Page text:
• Monica says:

    Awesome info and eye candy :)
    Thank you

    • Julie Ann Shahin says:

      You’re welcome Monica! Thanks for stopping by. I hope you are inspired. xoxo

  • Bonnie says:

    Nice tut, JA! I learned a lot. The first time I have used gesso was when I was doing the bad girl challenges – had never even thought of using it before that. Then I used it in Claudine Helmuth’s class at Big Picture but I still don’t reach for it when I am scrapping. This article has lots of ideas to try!

  • Terri Kahrs says:

    Wow, Wow, WOW! AWEsome tut on gesso — everything you need to know about it plus MORE!!! I’m honored that you chose my calendar spread for your fabulous post. Thank you and keep these articles coming!!! Hugs, Terri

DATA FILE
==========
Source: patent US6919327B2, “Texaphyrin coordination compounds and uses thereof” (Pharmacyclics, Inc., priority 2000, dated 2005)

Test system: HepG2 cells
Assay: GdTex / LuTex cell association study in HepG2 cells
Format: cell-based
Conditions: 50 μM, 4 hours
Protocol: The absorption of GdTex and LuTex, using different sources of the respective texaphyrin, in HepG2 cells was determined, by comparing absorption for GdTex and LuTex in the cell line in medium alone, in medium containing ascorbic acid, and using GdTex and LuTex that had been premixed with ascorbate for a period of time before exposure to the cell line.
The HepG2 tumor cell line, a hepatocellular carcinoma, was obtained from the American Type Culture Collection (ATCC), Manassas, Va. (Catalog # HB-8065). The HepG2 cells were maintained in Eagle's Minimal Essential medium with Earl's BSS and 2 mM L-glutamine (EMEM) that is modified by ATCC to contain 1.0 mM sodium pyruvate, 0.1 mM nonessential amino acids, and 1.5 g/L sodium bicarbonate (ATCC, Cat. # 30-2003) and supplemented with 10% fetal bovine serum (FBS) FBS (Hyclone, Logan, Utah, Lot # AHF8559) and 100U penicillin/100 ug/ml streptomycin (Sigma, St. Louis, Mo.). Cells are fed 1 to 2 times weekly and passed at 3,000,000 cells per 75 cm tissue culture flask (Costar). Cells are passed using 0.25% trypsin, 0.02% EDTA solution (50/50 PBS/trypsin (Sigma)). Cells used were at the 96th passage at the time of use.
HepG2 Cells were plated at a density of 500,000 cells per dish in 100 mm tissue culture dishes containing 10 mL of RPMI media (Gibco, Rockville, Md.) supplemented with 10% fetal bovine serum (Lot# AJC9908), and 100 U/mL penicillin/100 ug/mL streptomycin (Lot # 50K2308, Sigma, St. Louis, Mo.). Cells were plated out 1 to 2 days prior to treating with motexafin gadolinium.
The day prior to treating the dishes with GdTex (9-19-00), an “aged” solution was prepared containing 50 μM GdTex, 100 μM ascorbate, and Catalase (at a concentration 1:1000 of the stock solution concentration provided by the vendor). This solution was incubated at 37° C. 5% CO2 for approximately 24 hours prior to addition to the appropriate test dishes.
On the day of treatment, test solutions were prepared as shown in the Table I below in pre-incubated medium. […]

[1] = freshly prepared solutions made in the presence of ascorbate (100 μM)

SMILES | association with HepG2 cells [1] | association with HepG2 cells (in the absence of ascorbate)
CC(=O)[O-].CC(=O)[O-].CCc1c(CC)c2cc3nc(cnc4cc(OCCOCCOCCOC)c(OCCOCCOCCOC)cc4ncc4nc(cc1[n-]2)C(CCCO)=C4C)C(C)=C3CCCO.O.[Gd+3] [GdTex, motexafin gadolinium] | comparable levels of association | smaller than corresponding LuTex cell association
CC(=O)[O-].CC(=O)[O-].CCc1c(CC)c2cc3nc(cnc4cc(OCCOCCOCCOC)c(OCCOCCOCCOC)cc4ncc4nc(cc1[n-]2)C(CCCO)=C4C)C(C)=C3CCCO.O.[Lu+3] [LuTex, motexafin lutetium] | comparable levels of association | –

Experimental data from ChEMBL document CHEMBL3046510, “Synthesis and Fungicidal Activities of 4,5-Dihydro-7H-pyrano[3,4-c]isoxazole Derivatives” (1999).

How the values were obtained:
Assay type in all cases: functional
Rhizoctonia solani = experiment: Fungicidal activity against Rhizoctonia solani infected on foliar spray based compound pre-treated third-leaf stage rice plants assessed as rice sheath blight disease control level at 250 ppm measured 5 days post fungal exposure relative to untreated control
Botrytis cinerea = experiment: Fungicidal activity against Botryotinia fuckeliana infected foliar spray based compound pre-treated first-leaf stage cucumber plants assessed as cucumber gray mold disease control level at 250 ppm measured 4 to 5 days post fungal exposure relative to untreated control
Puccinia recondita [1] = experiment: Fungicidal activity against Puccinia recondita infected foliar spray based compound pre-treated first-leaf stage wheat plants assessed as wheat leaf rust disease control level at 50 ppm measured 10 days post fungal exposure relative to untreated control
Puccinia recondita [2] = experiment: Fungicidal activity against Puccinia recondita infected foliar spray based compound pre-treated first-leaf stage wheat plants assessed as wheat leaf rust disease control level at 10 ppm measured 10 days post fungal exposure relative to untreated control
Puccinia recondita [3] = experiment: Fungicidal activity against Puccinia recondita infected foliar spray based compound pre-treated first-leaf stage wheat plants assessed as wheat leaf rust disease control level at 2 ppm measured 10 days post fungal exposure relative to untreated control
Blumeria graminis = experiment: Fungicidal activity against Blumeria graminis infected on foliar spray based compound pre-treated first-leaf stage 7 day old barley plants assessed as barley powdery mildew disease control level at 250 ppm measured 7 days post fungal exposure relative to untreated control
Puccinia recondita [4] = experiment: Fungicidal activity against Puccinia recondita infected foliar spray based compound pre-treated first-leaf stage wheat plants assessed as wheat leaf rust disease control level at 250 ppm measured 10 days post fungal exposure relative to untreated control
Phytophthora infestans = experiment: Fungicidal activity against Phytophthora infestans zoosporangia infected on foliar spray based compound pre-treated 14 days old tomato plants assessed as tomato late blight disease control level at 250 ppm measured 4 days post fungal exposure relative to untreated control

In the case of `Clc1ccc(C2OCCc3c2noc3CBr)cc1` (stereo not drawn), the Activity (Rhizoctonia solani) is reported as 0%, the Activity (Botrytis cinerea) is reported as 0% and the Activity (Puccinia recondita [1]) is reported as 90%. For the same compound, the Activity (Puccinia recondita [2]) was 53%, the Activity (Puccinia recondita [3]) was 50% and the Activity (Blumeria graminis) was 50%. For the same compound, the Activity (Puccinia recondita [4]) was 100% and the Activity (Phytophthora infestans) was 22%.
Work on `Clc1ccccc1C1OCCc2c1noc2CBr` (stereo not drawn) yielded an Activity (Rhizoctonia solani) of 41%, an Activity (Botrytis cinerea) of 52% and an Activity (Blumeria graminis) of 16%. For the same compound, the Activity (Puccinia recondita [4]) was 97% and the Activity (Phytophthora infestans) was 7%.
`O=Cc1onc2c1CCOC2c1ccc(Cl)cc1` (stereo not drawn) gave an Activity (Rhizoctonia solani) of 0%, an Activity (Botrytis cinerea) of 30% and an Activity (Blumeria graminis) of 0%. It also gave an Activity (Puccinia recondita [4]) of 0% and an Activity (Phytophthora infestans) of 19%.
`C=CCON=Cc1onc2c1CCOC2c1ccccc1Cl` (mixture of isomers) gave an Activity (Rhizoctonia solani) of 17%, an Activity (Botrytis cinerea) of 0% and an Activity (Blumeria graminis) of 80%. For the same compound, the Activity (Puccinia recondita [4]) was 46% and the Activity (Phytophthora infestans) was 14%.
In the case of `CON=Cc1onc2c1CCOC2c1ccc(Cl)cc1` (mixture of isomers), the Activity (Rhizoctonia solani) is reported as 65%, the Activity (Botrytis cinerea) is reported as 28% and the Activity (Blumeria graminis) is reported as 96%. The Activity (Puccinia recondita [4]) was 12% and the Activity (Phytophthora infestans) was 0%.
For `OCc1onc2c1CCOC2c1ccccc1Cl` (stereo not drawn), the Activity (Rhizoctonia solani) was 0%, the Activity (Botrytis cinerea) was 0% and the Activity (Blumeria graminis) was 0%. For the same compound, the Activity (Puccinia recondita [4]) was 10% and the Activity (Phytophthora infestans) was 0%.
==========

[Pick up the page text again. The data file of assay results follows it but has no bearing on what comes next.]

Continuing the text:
• Lynda says:

    Great info! And thanks for showing my tut! Lynda at Bloom, Bake & Create

  • Gina Rodgers says:

    great post, and thanks for sharing my layout ’5 things..’
    Gina

  • Balinda says:

    thanks for this very timely posting for me…I have been gesso shopping and OH MY>>>>the shelves of it can be quite overwhelming.

  • Pingback: Art Journaling 101 | Gesso Basics · Scrapbooking | CraftGossip.com

  • Inger says:

    I really like the idea of making my own gesso. I especially like Tee’s Gesso recipe. So simple and easy to go to. And I can make it as thick as needed. I have a habit of always buying the ‘runny’ kind, when I truly want the more sculpting kind LOL. Thanks for sharing.

  • Nicolette says:

    Thank you so much!
    I am a beginner to art journaling and as you said, gesso is mentioned everywhere!
    Finally I found a site that can answer all of my questions about the medium. I feel much more comfortable starting (and loving) my project <3